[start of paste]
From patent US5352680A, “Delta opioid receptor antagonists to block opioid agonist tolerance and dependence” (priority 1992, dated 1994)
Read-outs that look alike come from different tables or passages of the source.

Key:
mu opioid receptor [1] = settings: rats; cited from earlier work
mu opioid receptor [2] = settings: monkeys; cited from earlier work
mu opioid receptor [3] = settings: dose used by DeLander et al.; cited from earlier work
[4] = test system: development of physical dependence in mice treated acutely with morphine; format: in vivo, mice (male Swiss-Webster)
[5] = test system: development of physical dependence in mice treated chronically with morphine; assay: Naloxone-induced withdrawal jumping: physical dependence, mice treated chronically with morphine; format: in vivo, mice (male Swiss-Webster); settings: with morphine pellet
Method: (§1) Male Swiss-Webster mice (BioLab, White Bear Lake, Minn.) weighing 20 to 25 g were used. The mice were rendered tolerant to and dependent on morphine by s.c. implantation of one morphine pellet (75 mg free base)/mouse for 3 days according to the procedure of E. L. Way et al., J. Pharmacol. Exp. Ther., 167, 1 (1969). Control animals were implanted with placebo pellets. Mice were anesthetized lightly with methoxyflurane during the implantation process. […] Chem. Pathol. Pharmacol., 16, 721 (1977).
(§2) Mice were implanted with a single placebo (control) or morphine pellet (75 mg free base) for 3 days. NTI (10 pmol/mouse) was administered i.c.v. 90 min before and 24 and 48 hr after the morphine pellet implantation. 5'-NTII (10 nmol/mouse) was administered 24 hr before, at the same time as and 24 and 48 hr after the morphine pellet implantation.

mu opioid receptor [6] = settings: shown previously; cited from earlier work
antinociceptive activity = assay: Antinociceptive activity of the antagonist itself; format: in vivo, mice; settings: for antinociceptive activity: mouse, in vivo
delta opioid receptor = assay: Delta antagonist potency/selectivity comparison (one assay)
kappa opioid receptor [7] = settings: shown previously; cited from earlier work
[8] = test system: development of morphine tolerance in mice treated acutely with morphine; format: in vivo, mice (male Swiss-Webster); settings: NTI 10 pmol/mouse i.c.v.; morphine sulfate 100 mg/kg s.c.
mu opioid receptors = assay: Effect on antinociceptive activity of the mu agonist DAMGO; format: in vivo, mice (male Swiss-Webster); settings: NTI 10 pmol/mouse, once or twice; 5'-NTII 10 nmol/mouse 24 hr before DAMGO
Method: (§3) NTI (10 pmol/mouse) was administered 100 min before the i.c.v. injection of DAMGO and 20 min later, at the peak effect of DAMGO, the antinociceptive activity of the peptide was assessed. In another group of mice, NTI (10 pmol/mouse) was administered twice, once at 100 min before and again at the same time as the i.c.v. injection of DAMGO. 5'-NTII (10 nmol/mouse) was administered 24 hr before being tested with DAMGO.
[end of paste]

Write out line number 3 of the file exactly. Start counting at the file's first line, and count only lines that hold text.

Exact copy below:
Key: